Changes in temperature and a variety of other stimuli coordinately induce transcription of a specific set of heat-shock genes in all organisms. In the human fungal pathogen Histoplasma capsulatum, a temperature shift from 25 to 37 degrees C acts not only as a signal that causes transcription of heat-shock genes, but also triggers a morphological mycelium- to yeast-phase transition. The temperature-induced morphological transition may be viewed as a heat-shock response followed by cellular adaptation to a higher temperature. We have found that by inducing thermotolerance, i.e., an initial incubation at 34 degrees C, the thermosensitive attenuated Downs strain of H. capsulatum can be made to resemble those of the more temperature-tolerant G222B strain with respect to mitochondrial ATPase activity and electron transport efficiency at elevated temperatures. Furthermore, if the heat-shock response is first elicited by preincubation at milder temperatures or stress, transcription of heat-shock mRNA in mycelial cells of Downs strain that shifted to 37 degrees C proceeds at rates comparable to those of the virulent strains.

Mitochondrial activity and heat shock response during morphogenesis in the dimorphic pathogenic fungus Histoplasma capsulatum.

MARESCA, Bruno
1992

Abstract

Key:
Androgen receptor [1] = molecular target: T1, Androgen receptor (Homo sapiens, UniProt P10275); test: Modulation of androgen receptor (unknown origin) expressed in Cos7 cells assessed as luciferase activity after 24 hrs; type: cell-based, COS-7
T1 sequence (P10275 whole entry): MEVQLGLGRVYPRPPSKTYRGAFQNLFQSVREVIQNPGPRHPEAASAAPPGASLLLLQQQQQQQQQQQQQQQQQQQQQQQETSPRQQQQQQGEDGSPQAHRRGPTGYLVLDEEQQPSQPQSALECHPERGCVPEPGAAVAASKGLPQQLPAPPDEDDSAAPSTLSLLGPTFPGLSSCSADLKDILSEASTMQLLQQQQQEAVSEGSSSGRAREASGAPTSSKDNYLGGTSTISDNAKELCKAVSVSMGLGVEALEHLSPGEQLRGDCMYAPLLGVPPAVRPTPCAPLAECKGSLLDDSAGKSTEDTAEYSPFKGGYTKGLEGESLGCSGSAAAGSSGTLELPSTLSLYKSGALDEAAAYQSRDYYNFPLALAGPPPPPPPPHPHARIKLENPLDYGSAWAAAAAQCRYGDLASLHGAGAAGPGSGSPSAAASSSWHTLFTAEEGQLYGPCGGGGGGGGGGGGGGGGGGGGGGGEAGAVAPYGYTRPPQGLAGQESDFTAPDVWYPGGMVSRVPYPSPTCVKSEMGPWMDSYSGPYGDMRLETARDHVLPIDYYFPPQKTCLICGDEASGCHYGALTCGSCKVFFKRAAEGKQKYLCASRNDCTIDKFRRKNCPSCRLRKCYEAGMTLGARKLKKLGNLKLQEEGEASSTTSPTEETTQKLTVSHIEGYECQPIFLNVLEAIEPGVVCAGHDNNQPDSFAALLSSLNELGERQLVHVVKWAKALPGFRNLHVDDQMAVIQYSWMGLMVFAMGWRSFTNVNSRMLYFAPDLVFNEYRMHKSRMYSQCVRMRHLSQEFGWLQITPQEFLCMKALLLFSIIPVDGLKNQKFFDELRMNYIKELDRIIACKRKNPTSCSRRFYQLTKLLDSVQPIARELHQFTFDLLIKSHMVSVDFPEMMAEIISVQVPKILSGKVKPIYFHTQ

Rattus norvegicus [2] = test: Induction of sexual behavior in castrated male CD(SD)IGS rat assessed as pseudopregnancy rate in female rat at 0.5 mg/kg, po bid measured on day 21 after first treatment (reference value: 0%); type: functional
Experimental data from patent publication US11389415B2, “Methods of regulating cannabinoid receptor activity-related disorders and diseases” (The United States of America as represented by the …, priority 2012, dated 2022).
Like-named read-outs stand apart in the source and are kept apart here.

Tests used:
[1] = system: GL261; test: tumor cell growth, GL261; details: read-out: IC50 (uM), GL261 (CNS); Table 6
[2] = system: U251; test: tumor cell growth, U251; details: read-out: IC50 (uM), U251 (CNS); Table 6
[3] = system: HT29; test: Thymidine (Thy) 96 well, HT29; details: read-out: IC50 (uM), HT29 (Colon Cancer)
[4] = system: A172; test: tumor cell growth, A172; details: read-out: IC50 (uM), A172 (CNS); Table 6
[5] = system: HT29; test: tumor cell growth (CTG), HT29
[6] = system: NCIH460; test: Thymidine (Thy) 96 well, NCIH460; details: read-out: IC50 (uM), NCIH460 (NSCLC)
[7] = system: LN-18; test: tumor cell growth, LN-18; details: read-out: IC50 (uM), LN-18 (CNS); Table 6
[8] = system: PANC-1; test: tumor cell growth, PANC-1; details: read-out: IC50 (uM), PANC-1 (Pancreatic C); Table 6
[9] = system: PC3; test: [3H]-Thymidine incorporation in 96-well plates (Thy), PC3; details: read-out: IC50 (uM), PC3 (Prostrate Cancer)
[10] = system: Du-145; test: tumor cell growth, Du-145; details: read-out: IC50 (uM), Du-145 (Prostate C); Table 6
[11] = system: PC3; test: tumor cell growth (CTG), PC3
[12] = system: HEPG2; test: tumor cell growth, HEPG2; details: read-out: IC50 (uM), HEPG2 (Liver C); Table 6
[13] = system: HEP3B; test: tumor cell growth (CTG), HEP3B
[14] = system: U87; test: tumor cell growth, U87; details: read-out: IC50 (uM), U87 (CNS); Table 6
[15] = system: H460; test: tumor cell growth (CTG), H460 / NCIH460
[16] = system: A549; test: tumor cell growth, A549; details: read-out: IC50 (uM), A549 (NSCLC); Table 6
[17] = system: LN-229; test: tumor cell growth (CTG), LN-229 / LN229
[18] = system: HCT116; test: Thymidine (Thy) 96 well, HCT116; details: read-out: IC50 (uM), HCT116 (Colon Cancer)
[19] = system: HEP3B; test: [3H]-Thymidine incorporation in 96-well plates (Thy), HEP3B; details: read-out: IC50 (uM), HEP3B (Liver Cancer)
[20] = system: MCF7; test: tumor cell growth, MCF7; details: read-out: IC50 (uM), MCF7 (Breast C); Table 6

Changes in temperature and a variety of other stimuli coordinately induce transcription of a specific set of heat-shock genes in all organisms. In the human fungal pathogen Histoplasma capsulatum, a temperature shift from 25 to 37 degrees C acts not only as a signal that causes transcription of heat-shock genes, but also triggers a morphological mycelium- to yeast-phase transition. The temperature-induced morphological transition may be viewed as a heat-shock response followed by cellular adaptation to a higher temperature. We have found that by inducing thermotolerance, i.e., an initial incubation at 34 degrees C, the thermosensitive attenuated Downs strain of H. capsulatum can be made to resemble those of the more temperature-tolerant G222B strain with respect to mitochondrial ATPase activity and electron transport efficiency at elevated temperatures. Furthermore, if the heat-shock response is first elicited by preincubation at milder temperatures or stress, transcription of heat-shock mRNA in mycelial cells of Downs strain that shifted to 37 degrees C proceeds at rates comparable to those of the virulent strains.
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Utilizza questo identificativo per citare o creare un link a questo documento: http://hdl.handle.net/11386/3137640
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